Intended for healthcare professionals

Views & Reviews Review

What price happiness?

BMJ 2011; 343 doi: (Published 16 November 2011) Cite this as: BMJ 2011;343:d7344
  1. Adam Oliver, research councils UK senior research fellow, London School of Economics and Political Science, London WC2A 2AE
  1. a.j.oliver{at}

With moves to measure wellbeing afoot, this book considers the economics of happiness. However, reviewing it didn’t make Adam Oliver any happier

Over recent years, there has been a spate of books—by Richard Easterlin (Happiness, Growth and the Life Cycle, 2010) and Richard Layard (Happiness: Lessons from a New Science, 2005), among others—promoting the science of “happiness.” The underlying message in these books is that happiness is a self evident “good” that the general public, and perhaps policy makers, should strive to increase, and even maximise. In The Happiness Equation, Nick Powdthavee joins this chorus. But is it obvious, from both an individual perspective (where people are considering their own happiness through their own personal decisions) and a societal perspective (where people are considering others’ happiness arising from public policy decisions), that greater total happiness (or lesser total unhappiness) is always best?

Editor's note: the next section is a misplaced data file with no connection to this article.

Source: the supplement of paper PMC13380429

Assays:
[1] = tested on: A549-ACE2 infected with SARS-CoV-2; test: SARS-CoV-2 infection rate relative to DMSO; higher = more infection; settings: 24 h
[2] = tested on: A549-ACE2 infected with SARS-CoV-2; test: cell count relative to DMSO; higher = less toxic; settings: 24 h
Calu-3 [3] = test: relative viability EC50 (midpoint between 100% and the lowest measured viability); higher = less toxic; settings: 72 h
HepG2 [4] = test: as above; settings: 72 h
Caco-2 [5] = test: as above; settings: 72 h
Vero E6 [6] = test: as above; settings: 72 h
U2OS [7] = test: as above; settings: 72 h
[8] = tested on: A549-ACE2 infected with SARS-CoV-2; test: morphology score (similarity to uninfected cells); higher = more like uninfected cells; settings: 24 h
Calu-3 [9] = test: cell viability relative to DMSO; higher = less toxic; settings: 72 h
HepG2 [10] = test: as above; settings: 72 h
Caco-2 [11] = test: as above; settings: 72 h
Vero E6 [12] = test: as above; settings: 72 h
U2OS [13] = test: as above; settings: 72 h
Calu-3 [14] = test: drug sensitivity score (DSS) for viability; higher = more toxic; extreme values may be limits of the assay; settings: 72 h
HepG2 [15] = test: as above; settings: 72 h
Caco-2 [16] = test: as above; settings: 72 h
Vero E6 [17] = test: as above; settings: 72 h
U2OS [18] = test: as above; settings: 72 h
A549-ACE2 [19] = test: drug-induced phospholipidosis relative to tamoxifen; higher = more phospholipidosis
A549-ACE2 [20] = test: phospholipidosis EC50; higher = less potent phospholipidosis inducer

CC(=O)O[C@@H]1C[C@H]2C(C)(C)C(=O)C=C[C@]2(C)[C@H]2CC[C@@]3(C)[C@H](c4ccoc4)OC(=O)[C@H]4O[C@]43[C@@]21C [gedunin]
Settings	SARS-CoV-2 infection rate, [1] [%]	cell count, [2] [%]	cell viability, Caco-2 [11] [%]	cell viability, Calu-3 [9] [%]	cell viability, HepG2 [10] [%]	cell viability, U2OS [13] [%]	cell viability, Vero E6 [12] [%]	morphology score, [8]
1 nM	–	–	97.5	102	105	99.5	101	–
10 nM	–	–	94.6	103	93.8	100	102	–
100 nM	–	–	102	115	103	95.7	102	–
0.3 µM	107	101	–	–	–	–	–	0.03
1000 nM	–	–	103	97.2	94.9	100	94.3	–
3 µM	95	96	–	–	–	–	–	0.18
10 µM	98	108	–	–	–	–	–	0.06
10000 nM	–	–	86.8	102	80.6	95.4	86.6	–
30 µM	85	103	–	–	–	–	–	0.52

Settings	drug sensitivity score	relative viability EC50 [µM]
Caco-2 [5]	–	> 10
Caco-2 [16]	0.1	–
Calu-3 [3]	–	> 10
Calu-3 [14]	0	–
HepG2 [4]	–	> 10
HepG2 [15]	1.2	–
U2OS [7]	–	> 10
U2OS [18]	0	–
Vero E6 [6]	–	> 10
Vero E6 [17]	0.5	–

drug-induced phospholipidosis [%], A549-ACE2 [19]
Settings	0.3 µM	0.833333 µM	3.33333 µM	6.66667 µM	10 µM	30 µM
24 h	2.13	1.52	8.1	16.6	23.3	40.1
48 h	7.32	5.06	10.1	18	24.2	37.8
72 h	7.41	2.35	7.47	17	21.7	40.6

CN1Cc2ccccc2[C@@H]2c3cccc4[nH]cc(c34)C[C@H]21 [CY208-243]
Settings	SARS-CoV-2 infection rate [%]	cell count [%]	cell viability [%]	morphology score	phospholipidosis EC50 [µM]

In a healthcare context, Redelmeier and colleagues tested the extent to which individuals want to minimise their unhappiness of an experience (Pain 2003;104:187-94, doi:10.1016/S0304-3959(03)00003-4). The authors divided 682 patients having colonoscopy into two groups. In one group the colonoscope was left inserted for an additional unnecessary minute at the …

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